Max Holloway shares piece of advice for up-and-coming fighters: “Save your chickens”

Max Holloway, UFC 240
Image: Max Holloway on Instagram

Former UFC featherweight champion Max Holloway has some advice for the next generation of fighters: take as little damage as possible in training and in competition.

Holloway returned to the cage last Saturday, in the main event of UFC on ABC 1 on Fight Island, where he picked up a jaw-dropping unanimous decision victory over Calvin Kattar.

Ahead of the fight, Holloway emphasized that he completely refrained from sparring in his training camp. While not everybody thought that was a good idea, his success speaks for itself.

Post-fight Holloway encouraged younger fighters to take note of his decision, and protect their bodies and brains as much as possible both in the gym and in training. As he made this point, he borrowed a line from NFL legend Marshawn Lynch.

“Like a good legend, [NFL star] Marshawn Lynch said, ‘Save your chickens,’” Holloway said (via MMA Fighting). “Save your chickens. Right here, you only get one brain, save it. You guys don’t need to do it. You sparred enough, you trained enough, you know how to punch someone, you know how to slip a punch, why even take unnecessary damage before the main game? That’s just the way I think and everybody who keeps telling me on my [Facebook Gaming stream], everybody who tell me I should be training? No. I’ve been training, when I play games, leave me alone. I want to play video games.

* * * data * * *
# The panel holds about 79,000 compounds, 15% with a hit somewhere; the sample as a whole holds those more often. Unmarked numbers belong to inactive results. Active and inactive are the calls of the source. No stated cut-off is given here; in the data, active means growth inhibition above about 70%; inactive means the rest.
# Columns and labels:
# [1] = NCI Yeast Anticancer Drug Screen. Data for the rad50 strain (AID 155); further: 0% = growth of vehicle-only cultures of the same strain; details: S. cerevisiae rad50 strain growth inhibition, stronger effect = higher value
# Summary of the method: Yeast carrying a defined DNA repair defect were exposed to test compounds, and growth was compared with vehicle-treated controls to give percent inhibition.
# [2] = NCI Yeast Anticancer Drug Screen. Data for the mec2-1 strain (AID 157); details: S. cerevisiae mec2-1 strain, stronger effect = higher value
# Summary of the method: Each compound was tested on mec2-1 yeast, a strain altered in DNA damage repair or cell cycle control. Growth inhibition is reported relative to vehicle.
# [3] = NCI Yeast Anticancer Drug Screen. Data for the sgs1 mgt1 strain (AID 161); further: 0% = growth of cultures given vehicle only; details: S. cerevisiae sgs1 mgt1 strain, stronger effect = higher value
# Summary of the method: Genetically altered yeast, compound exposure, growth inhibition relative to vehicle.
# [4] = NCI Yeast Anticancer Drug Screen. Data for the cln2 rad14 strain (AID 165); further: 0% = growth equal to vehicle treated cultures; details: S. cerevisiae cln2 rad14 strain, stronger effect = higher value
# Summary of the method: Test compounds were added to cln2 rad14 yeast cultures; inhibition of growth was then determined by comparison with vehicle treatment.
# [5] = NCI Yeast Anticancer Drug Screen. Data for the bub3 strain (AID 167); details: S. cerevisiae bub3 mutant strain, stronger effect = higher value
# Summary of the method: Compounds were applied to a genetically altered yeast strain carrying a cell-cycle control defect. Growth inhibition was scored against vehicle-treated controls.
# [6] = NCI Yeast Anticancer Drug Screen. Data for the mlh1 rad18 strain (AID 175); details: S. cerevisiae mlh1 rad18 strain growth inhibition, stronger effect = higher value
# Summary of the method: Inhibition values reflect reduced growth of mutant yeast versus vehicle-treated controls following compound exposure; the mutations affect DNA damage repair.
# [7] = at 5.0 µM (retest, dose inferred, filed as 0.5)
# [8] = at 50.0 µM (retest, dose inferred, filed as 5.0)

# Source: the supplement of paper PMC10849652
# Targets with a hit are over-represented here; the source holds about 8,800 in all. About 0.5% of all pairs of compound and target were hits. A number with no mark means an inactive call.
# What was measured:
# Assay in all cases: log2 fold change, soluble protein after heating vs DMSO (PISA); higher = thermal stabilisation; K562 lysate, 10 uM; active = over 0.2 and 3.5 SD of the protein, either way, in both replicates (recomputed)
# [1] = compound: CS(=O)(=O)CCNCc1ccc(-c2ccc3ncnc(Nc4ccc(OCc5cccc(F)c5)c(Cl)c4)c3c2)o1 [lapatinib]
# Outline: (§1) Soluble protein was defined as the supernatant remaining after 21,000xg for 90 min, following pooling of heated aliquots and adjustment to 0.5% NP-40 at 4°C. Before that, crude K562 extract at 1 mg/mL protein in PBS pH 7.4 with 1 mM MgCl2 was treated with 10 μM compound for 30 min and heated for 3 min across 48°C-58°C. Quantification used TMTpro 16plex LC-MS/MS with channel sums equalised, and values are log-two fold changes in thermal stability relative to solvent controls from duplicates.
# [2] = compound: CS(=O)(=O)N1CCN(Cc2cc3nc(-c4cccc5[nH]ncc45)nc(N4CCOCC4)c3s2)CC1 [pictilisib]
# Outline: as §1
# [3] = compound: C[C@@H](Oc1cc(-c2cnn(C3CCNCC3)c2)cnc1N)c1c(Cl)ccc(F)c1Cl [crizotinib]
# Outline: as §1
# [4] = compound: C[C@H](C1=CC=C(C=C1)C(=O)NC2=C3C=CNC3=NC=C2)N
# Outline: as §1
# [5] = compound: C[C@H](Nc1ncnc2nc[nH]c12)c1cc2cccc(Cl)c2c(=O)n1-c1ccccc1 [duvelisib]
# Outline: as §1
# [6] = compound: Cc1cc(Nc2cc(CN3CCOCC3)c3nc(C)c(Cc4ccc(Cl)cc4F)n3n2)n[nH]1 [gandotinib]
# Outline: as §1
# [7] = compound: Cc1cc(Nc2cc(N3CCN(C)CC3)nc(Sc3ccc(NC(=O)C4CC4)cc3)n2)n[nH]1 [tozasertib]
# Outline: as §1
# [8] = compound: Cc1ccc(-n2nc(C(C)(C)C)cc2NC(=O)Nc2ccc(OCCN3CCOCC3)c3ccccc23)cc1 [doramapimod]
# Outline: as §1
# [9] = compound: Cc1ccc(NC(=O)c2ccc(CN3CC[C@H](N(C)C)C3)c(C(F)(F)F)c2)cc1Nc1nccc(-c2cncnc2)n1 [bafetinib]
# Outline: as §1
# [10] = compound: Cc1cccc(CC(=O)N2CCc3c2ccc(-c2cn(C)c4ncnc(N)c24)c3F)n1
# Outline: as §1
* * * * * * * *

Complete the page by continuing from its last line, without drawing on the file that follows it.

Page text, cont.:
“Please protect your guys’ head,” Holloway added. “If I had to tell an up-and-comer, be smart, figure out a way of taking less damage. You want to be in this game for a long time. I want to have more kids, I got Rush, little Rushy Boo Boo, and then I want more kids, so I want to be around for a long time for them.”

The timing of this comment from Max Holloway is difficult to ignore. Earlier this month, MMA Fighting ran an in-depth interview with former UFC lightweight Spencer Fischer, who is now dealing with severe and debilitating brain injuries. While the UFC recently pledged $1M toward research into brain injury, the fact remains that combat sports are tremendously damaging in that regard.

Hopefully, the next generation of fighters take heed of Holloway’s wise advice. There’s no surefire way to avoid being hit in MMA, but fighters can certainly limit the damage they take.

This article appeared first on BJPENN.COM